So music being an important aspect of my little existence (and the cornerstone of more than one subculture), it is likely not surprising that I get out to the odd concert when I can. Sadly, with recent trends in the music industry, it's not as often as I would like. But we're not here to talk about that! We're here to talk about Letters From Traffic.
|So I only brought my phone. Sorry.|
|In one of the stalls, ladies room, Chop Suey.|
Next up was Gunn and the Damage Done. Or as I dubbed them, Four Guys Off the Street. Because that's what they looked like when they took the stage. Seriously, maybe my standards are off or something, but baseball hat =/= appropriate front man ensemble. In their defense, they knew their way around their instruments, and played well together. Competent musicians, certainly, but they didn't really groove with me. My favorite part of their set was their drummer. I liked his enthusiasm and energy (even if I suspected he was a little drunk).
And then we had the reason I was there! I knew of Letters From Traffic because I know their front man, Scott Concinnity. I actually had the privilege of performing with him once a few years ago - he stepped up for me when my accompaniment left me high and dry. Sadly, I did not get the chance to work with him again. All that said, I had never seen his band, and so when it was brought to my attention that they had a show (and a CD release party, no less), I was all for it. I have not met the other band members, but I have the internet at my fingers, so I can also tell you that they have Dennis Hart on guitar; Chris Couvillion on trumpet and flugel horn; Alex Gee on slide trombone; Bradford King on tenor & alto sax and vocals; Matthew Miller on drums; and Jacob Doss on bass guitar and vocals.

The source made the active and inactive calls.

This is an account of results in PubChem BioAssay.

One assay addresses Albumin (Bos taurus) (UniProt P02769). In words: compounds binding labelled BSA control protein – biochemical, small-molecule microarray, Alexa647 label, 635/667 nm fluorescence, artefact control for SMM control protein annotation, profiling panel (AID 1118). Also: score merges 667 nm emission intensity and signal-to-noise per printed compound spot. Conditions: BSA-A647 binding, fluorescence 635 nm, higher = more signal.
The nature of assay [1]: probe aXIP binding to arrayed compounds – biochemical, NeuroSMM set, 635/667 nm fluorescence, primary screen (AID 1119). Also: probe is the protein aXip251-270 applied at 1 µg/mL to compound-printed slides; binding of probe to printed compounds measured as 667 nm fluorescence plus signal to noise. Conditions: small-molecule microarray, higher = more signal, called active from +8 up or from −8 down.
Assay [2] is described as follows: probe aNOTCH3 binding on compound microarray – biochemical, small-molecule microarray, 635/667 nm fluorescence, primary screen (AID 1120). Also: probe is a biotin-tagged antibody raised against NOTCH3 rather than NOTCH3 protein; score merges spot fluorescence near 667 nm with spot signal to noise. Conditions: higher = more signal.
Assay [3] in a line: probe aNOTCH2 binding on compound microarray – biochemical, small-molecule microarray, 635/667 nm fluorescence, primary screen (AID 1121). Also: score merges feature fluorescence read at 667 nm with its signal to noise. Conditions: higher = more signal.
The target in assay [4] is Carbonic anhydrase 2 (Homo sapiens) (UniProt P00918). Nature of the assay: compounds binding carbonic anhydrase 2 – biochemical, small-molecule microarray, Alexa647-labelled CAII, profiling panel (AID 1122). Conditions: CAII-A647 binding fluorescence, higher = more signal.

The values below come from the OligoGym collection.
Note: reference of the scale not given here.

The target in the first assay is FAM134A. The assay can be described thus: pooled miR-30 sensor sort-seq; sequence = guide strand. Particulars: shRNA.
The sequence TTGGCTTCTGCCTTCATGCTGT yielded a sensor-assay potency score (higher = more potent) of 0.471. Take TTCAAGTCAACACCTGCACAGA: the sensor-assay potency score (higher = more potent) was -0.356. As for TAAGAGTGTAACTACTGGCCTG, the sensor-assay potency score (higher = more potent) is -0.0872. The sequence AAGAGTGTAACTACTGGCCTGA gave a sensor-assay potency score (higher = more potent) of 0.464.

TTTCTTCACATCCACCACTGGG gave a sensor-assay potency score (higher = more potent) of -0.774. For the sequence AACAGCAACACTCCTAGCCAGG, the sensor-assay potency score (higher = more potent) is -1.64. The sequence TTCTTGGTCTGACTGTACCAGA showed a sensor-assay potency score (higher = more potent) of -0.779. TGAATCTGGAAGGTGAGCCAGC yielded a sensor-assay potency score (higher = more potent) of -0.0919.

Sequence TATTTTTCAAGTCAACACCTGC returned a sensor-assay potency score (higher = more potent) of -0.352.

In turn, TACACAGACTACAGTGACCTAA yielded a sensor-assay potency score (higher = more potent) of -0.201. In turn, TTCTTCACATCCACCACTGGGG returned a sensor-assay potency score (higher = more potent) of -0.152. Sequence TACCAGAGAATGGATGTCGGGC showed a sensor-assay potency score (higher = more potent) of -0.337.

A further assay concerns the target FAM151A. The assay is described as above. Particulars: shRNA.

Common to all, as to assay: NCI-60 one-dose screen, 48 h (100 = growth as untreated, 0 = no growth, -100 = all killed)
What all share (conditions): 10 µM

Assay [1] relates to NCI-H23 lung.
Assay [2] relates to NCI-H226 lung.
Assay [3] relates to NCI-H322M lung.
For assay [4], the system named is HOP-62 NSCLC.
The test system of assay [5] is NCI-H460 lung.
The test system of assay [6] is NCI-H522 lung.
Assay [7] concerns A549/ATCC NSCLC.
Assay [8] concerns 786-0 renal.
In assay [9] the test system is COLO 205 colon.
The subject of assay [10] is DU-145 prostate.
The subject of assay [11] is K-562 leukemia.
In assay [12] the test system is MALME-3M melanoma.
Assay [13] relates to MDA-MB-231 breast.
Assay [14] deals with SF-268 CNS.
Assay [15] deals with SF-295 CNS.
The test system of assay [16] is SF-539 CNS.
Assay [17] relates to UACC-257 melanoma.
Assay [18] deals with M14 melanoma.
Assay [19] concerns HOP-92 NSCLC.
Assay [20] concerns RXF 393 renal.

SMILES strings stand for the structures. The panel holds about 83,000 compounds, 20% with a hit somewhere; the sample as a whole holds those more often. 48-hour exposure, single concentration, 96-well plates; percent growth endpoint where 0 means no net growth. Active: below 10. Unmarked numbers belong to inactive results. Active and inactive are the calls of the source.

First impressions are important, and I will admit that one of the things I really liked about Letters From Traffic was they looked good taking the stage. They didn't look like they'd just rolled out of bed five minutes ago, which I appreciate. I mean, come on, I've seen bands go casual, and that's fine, but only if it looks intentional. You can't look like you grabbed whatever wasn't stained off the floor. They were also comfortable in it - they had presence. No awkward posturing or milling uncertainty.
LFT's brand of rock is soulful, bluesy, and animated. What do I mean by that? Well, they move with their music, and you will too. You will doubtless argue that all bands move with their music, and you'll also be completely missing the point. There are seven men in LFT, and they are into their music in a way I wish more bands were. Scott took the mic with an impassioned fervor, his soul ringing in his voice. Dennis and Jacob bent to their guitars like lovers. Alex, Bradford, and Chris sent brilliant, brassy notes out into the audience and it was ecstatic. I couldn't see Matt, but I like to believe he was pouring his heart into those drums. My hips swayed, my feet tapped, my back arched, and for a moment I felt as if the ardor they brought to the stage washed over the rest of us. Out of all the performances I have ever been to in my just-shy-of 35 years, I have only felt that way two other times.
As previously mentioned, Saturday was also when LFT released their new CD, Icarus Iterations. I picked up a copy (like you do). So far, I think my favorite song is Dirty. Nothing can make you love a band like seeing them live, and I think I love Letters From Traffic now. They're not my usual cup of tea, but there is definitely a place in my heart (and my hips, apparently) for their sound.
Two more bands followed LFT - The Dolly Rottens and The Bend - but I have to confess I didn't stick around for them. The Dolly Rottens had taken longer than I liked getting on stage, and having already seen the band I went there to see, I allowed myself to be fickle and went in search of tea and comfortable places to sit. Which led to leaving the bar, you see. Anyway, I missed it, but I'm sure they had their own moments of magnificence. Or not. The world may never know.